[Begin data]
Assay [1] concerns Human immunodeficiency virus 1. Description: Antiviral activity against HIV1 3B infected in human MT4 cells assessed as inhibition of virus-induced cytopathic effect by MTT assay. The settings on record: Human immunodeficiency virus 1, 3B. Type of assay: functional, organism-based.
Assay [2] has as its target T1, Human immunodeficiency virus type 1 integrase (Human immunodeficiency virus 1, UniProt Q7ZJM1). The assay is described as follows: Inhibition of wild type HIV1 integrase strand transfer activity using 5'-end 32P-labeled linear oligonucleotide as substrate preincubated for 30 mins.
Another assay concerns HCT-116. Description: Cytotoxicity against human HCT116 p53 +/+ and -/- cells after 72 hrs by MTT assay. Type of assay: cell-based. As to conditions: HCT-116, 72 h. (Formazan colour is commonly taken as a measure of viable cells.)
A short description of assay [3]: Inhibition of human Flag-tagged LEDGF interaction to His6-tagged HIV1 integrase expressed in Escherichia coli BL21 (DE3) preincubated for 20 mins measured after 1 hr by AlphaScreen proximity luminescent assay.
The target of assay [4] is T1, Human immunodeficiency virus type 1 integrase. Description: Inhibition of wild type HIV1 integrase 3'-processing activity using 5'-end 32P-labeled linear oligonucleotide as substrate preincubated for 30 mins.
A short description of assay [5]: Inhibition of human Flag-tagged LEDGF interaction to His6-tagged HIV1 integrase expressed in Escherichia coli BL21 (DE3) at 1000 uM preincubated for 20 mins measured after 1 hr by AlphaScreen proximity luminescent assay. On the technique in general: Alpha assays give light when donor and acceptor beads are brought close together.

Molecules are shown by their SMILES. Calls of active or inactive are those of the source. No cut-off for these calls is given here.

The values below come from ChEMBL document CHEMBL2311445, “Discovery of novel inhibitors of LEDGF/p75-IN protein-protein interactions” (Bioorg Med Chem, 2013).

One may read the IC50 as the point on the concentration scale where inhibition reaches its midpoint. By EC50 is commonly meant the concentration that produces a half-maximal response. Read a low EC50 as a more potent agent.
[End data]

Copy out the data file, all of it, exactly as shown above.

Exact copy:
Assay [1] concerns Human immunodeficiency virus 1. Description: Antiviral activity against HIV1 3B infected in human MT4 cells assessed as inhibition of virus-induced cytopathic effect by MTT assay. The settings on record: Human immunodeficiency virus 1, 3B. Type of assay: functional, organism-based.
Assay [2] has as its target T1, Human immunodeficiency virus type 1 integrase (Human immunodeficiency virus 1, UniProt Q7ZJM1). The assay is described as follows: Inhibition of wild type HIV1 integrase strand transfer activity using 5'-end 32P-labeled linear oligonucleotide as substrate preincubated for 30 mins.
Another assay concerns HCT-116. Description: Cytotoxicity against human HCT116 p53 +/+ and -/- cells after 72 hrs by MTT assay. Type of assay: cell-based. As to conditions: HCT-116, 72 h. (Formazan colour is commonly taken as a measure of viable cells.)
A short description of assay [3]: Inhibition of human Flag-tagged LEDGF interaction to His6-tagged HIV1 integrase expressed in Escherichia coli BL21 (DE3) preincubated for 20 mins measured after 1 hr by AlphaScreen proximity luminescent assay.
The target of assay [4] is T1, Human immunodeficiency virus type 1 integrase. Description: Inhibition of wild type HIV1 integrase 3'-processing activity using 5'-end 32P-labeled linear oligonucleotide as substrate preincubated for 30 mins.
A short description of assay [5]: Inhibition of human Flag-tagged LEDGF interaction to His6-tagged HIV1 integrase expressed in Escherichia coli BL21 (DE3) at 1000 uM preincubated for 20 mins measured after 1 hr by AlphaScreen proximity luminescent assay. On the technique in general: Alpha assays give light when donor and acceptor beads are brought close together.

Molecules are shown by their SMILES. Calls of active or inactive are those of the source. No cut-off for these calls is given here.

The values below come from ChEMBL document CHEMBL2311445, “Discovery of novel inhibitors of LEDGF/p75-IN protein-protein interactions” (Bioorg Med Chem, 2013).

One may read the IC50 as the point on the concentration scale where inhibition reaches its midpoint. By EC50 is commonly meant the concentration that produces a half-maximal response. Read a low EC50 as a more potent agent.